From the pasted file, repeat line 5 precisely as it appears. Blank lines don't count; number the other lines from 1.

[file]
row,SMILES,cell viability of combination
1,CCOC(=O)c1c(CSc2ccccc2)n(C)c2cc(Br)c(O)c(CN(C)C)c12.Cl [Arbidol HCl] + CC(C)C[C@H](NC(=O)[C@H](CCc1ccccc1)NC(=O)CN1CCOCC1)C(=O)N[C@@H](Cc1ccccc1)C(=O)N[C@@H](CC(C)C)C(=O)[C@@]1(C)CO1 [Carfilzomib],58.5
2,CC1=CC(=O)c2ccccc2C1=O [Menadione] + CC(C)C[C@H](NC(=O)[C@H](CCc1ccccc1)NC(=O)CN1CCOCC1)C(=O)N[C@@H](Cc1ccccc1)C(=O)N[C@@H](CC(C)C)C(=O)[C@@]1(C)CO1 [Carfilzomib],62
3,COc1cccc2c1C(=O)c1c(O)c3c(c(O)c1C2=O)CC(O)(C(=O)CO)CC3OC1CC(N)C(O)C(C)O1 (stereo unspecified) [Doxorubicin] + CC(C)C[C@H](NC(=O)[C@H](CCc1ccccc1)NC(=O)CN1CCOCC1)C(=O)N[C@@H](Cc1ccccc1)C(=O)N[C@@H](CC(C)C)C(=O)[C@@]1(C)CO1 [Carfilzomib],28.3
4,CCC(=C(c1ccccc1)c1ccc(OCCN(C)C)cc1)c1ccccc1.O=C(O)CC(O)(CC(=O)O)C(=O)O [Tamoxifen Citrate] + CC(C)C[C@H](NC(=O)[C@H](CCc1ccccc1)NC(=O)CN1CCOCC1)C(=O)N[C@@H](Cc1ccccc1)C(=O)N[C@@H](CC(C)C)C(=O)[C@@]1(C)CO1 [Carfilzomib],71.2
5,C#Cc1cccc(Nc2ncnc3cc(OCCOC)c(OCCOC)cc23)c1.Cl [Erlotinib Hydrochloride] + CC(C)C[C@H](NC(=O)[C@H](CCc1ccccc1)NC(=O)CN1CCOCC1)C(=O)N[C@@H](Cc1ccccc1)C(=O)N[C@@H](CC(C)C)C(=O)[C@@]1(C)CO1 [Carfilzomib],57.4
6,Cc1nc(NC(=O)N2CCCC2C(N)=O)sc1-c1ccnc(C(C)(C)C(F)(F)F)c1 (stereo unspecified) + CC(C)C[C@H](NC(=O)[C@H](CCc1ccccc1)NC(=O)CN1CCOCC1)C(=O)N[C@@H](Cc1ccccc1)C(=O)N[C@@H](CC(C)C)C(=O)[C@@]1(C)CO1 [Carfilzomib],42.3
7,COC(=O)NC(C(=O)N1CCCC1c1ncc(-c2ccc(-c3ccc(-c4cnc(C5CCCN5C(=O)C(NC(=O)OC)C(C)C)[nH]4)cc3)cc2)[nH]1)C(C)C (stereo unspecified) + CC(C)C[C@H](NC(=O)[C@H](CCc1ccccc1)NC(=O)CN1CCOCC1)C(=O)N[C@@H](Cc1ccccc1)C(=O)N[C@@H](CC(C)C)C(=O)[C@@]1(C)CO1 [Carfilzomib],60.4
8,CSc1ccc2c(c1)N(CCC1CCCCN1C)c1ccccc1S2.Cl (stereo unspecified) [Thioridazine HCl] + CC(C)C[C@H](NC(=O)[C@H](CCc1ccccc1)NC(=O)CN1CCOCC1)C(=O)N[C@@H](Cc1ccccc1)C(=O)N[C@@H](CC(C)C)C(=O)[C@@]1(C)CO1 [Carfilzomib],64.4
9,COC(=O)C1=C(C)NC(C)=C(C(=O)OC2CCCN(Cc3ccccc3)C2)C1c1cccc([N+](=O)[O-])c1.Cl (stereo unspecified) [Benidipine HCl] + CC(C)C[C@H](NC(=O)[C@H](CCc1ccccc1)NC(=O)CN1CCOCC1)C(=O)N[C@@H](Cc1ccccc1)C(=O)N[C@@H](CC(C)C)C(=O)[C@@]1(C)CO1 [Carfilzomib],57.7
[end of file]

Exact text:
4,CCC(=C(c1ccccc1)c1ccc(OCCN(C)C)cc1)c1ccccc1.O=C(O)CC(O)(CC(=O)O)C(=O)O [Tamoxifen Citrate] + CC(C)C[C@H](NC(=O)[C@H](CCc1ccccc1)NC(=O)CN1CCOCC1)C(=O)N[C@@H](Cc1ccccc1)C(=O)N[C@@H](CC(C)C)C(=O)[C@@]1(C)CO1 [Carfilzomib],71.2